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Women inspire women at 2023 Women of Influence

There was laughter, there were tears, there was style and good vibes, but most of all there were women cheering on other women Friday night at the Cold Lake Exhibition Park Hall.

COLD LAKE – There was laughter, there were tears, there was style and good vibes, but most of all there were women cheering on other women Friday night at the Cold Lake Exhibition Park Hall. 

Dressed to the nines were some 320 guests, and among them were most of the 62 women nominated for one of seven awards being presented at the 2023 Women of Influences Awards. 

The event was a public recognition of the accomplishments of Bonnyville and Cold Lake area women who are breaking down barriers, achieving excellence and in many cases are the unsung heroes and silent workhorses in their respective fields. 

Prior to the award presentations, each woman nominated for a 2023 award was announced and called forward for a group photo to mark their shared achievements. 

Emceeing the event was Cold Lake lawyer and Women of Influence committee member Stephanie Oleksyn. 

Oleksyn introduced Abrianna Hoof, the local artist selected to design and create this year's Women of Influence awards. Hoof created intricate beaded portraits that made up the band of bracelets that were presented to the award winners in a glass case. 

The first award recipient to be honoured with one of Hoof’s creations was award winning photographer Susie O’Connor, owner of Images Studios in Cold Lake and member of the Professional Photographers of Canada. 

O’Connor was presented with the Arts & Culture Award and has a photography series, the RED Series, touring nationally that will be featured at the Canadian Museum of Human Rights. 

Receiving the Business & Professional Award was Kristy Isert. 

Isert is the general manager of corporate services for the City of Cold Lake, she was also appointed to the Government of Alberta’s Métis Women’s Economic Security Council and serves on the Law Society of Alberta’s Equity, Diversity and Inclusion Advisory Committee. 

The Community & Volunteerism Award was presented to Candace Sutterfield.  

Sutterfield works with the Lakeland Centre for FASD, is a committee member with Women of Influence, and she volunteers her time with several organizations such as FCSS, Cold Lake Ag Society, the Cold Lake Grant Committee, and most recently the John Howard Society. 

Alisha Bramwell, a Licenced Practical Nurse who works for CFB Cold Lake at the Care Delivery Unit, was the recipient of the Health & Wellness Award. Bramwell told audience members she brought her daughters to the event so that they could see a crowd full of inspiring women. 

Whitney Desjarlais, who was unable to attend the event, was the recipient of the Science & Technology Award. Desjarlais is the first and only Indigenous woman working as a service rig operator and driller in Canada.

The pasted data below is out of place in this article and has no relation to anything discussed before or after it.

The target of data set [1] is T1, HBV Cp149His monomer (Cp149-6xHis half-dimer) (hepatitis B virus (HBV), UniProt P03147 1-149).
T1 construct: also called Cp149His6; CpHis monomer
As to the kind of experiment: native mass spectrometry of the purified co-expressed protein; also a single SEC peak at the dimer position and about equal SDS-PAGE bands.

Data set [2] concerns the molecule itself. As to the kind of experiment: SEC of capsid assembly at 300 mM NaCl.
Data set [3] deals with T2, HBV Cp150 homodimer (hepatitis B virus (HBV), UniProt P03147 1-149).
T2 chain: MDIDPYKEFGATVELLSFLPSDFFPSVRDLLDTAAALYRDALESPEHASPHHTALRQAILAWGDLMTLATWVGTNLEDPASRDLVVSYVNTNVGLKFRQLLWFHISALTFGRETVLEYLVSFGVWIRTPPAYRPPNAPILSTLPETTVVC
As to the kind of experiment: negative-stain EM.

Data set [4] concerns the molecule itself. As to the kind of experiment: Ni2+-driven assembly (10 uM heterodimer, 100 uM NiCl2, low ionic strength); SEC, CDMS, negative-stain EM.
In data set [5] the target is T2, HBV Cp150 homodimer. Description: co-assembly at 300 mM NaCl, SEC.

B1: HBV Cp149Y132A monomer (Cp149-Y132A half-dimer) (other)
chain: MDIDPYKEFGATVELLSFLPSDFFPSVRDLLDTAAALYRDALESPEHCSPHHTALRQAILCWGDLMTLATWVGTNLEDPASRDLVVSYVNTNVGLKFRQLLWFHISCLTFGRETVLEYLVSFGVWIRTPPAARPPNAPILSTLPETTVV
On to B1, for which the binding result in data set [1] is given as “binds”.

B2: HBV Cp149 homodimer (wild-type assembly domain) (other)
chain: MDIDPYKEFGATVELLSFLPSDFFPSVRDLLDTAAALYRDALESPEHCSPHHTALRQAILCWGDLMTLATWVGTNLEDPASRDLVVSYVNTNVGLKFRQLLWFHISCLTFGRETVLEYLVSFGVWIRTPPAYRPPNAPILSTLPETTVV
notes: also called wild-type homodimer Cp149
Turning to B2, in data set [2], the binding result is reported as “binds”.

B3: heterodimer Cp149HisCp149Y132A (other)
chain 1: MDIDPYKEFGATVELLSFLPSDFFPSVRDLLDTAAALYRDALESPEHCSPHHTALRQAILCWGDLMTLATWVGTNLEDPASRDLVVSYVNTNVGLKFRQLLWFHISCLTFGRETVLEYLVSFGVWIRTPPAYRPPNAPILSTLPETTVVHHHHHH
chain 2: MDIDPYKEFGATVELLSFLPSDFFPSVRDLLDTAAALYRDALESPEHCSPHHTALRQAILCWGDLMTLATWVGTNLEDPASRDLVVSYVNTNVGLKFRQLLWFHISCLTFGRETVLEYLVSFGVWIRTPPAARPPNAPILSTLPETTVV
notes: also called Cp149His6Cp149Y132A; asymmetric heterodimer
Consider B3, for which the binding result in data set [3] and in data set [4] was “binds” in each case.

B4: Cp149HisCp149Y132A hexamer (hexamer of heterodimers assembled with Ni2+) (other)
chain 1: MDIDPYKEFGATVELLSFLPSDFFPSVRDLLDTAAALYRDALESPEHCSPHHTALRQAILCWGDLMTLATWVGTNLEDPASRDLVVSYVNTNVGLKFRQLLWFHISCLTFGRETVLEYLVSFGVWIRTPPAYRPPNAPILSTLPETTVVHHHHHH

The Older Woman Award, which is presented to a woman who has started something new or achieved a significant accomplishment in their later years, was awarded to retired nurse Isabel Myshaniuk.   

In 2014, Myshaniuk opened the Waterfront Harbour Bed and Breakfast in Cold Lake and since then has been recognized as the Most Promising New Business of the Year and has been rated as Canada’s Best Boutique Bed and Breakfast. 

Before the final award was presented, Oleksyn welcomed a special guest and keynote speaker who also happens to be a close neighbour of Cold Lake, Beckie Scott.  

The Vermilion native shared her experiences of growing up with a family of outdoor enthusiasts, her passion for the sport of cross-country skiing, and what it was like to be the first Canadian and North American female to reach the top of the Olympic podium for cross-country skiing. 

Scott received her gold medal at the 2002 Salt Lake City Winter Games and became an advocate for fair sports and an elected member of the International Olympic Committee and World Anti-doping Agency’s Athletes Commission. 

Most recently, Scott returned to Alberta where she started a non-profit that provides opportunities in sports for Indigenous youth. The program started with just a few communities, including Kikino, Saddle Lake and Calling Lake and about 30 youth. 

Now the non-profit, Spirit North, runs programming in seven provinces and territories, getting more than 6,000 youth involved in sports and games annually. 

Following, Scott’s address, the recipient for the prestigious Overall Woman of Influence Award was presented to Cold Lake High School teacher and athletic director Kelly Eagles. 

Eagles also volunteers for the Terry Fox Run, Hearts for Healthcare, Challenger Baseball, Royals Time Out, and the Unified Sports program.  

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